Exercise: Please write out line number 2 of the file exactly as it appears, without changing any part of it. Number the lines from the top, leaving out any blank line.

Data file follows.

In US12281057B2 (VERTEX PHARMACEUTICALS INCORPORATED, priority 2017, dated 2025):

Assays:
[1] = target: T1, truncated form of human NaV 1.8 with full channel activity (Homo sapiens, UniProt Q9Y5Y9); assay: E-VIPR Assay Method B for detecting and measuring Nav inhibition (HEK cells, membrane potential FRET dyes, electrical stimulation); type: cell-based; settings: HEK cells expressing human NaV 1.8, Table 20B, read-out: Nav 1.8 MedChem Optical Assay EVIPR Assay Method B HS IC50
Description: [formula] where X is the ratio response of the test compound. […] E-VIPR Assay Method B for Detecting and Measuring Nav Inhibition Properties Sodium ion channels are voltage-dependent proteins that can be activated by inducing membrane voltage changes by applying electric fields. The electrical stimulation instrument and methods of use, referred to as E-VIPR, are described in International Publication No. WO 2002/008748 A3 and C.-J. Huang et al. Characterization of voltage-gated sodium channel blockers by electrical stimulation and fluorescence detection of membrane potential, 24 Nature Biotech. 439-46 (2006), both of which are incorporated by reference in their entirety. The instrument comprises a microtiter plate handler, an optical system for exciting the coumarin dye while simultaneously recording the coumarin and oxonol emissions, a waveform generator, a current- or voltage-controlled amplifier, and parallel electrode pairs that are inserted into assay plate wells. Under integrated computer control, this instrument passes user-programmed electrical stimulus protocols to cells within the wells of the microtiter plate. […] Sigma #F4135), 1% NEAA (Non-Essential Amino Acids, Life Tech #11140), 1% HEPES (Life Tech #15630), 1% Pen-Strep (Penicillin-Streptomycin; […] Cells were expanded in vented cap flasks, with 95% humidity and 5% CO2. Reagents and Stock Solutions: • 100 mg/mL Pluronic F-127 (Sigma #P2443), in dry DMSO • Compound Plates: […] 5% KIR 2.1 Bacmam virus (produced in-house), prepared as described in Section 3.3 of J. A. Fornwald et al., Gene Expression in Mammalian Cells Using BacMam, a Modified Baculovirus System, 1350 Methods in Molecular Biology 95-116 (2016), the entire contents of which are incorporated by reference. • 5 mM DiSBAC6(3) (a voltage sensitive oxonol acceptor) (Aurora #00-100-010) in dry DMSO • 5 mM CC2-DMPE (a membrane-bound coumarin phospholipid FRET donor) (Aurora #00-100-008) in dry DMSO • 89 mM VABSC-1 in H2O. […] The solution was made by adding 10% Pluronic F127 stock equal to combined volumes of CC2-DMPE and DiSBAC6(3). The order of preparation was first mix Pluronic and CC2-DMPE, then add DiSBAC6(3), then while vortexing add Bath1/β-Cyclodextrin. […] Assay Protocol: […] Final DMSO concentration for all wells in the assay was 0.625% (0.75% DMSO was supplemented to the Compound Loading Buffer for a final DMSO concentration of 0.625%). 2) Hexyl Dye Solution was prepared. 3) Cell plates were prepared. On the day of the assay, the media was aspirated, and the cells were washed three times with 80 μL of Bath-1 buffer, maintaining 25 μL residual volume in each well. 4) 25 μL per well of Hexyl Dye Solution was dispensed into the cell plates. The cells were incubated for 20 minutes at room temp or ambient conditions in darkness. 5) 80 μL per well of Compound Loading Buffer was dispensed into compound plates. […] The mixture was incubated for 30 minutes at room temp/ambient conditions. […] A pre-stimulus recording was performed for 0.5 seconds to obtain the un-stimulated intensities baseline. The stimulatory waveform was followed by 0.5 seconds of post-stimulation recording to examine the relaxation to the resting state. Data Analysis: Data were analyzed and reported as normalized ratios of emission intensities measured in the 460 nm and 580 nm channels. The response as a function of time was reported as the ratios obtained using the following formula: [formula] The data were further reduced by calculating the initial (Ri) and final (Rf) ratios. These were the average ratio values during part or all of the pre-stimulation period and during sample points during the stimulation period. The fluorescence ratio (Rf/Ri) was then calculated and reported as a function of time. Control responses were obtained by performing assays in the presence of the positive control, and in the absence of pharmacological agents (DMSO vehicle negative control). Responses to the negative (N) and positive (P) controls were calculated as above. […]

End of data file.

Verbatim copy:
Assays: